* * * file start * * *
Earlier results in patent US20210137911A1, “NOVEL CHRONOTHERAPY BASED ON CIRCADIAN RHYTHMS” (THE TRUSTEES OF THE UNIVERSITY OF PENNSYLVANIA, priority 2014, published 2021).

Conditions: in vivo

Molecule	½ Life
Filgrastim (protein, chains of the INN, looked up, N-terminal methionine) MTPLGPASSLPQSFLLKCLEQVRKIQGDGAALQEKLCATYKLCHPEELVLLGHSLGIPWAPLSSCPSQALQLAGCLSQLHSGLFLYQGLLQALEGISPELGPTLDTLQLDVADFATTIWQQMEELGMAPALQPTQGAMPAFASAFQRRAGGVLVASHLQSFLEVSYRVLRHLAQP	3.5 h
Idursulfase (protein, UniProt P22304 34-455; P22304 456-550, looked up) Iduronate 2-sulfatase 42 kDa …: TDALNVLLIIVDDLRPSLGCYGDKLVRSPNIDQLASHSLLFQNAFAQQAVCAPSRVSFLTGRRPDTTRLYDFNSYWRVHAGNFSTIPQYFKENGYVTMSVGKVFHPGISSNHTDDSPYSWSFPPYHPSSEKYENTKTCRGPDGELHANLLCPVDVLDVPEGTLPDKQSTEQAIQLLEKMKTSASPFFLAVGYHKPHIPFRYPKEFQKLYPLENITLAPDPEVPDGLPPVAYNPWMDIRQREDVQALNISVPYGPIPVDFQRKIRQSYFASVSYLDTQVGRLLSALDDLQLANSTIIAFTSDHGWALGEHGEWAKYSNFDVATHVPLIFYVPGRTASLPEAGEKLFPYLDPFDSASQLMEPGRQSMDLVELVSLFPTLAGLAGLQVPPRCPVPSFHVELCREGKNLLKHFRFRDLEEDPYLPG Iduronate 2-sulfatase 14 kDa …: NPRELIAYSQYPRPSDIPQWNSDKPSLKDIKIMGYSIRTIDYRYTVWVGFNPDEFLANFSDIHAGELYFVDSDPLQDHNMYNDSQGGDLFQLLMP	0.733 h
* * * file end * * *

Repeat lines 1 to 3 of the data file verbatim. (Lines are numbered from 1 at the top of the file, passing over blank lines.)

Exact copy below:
Earlier results in patent US20210137911A1, “NOVEL CHRONOTHERAPY BASED ON CIRCADIAN RHYTHMS” (THE TRUSTEES OF THE UNIVERSITY OF PENNSYLVANIA, priority 2014, published 2021).

Conditions: in vivo

Molecule	½ Life